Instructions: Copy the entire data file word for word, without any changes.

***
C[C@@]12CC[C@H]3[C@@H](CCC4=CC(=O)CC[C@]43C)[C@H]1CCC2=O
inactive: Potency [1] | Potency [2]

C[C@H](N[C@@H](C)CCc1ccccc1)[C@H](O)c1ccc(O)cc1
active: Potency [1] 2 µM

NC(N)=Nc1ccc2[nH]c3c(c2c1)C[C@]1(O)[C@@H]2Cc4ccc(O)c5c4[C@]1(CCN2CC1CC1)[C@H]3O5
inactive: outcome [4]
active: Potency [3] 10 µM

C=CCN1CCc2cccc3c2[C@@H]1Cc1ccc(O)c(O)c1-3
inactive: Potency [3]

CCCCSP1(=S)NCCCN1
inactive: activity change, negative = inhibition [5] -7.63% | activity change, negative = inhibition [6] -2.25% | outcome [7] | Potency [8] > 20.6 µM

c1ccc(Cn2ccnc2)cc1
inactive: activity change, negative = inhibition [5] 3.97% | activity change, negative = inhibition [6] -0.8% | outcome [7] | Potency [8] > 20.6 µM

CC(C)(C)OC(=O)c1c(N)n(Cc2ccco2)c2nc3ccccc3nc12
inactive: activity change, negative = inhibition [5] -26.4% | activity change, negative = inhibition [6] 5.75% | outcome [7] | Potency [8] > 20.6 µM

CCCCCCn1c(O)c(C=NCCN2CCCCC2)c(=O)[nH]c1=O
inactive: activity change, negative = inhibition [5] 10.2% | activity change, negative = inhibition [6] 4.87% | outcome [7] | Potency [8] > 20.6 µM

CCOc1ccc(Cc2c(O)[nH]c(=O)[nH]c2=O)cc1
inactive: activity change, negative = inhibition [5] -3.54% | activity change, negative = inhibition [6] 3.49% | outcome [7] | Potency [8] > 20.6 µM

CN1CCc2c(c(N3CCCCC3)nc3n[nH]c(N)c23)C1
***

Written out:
C[C@@]12CC[C@H]3[C@@H](CCC4=CC(=O)CC[C@]43C)[C@H]1CCC2=O
inactive: Potency [1] | Potency [2]

C[C@H](N[C@@H](C)CCc1ccccc1)[C@H](O)c1ccc(O)cc1
active: Potency [1] 2 µM

NC(N)=Nc1ccc2[nH]c3c(c2c1)C[C@]1(O)[C@@H]2Cc4ccc(O)c5c4[C@]1(CCN2CC1CC1)[C@H]3O5
inactive: outcome [4]
active: Potency [3] 10 µM

C=CCN1CCc2cccc3c2[C@@H]1Cc1ccc(O)c(O)c1-3
inactive: Potency [3]

CCCCSP1(=S)NCCCN1
inactive: activity change, negative = inhibition [5] -7.63% | activity change, negative = inhibition [6] -2.25% | outcome [7] | Potency [8] > 20.6 µM

c1ccc(Cn2ccnc2)cc1
inactive: activity change, negative = inhibition [5] 3.97% | activity change, negative = inhibition [6] -0.8% | outcome [7] | Potency [8] > 20.6 µM

CC(C)(C)OC(=O)c1c(N)n(Cc2ccco2)c2nc3ccccc3nc12
inactive: activity change, negative = inhibition [5] -26.4% | activity change, negative = inhibition [6] 5.75% | outcome [7] | Potency [8] > 20.6 µM

CCCCCCn1c(O)c(C=NCCN2CCCCC2)c(=O)[nH]c1=O
inactive: activity change, negative = inhibition [5] 10.2% | activity change, negative = inhibition [6] 4.87% | outcome [7] | Potency [8] > 20.6 µM

CCOc1ccc(Cc2c(O)[nH]c(=O)[nH]c2=O)cc1
inactive: activity change, negative = inhibition [5] -3.54% | activity change, negative = inhibition [6] 3.49% | outcome [7] | Potency [8] > 20.6 µM

CN1CCc2c(c(N3CCCCC3)nc3n[nH]c(N)c23)C1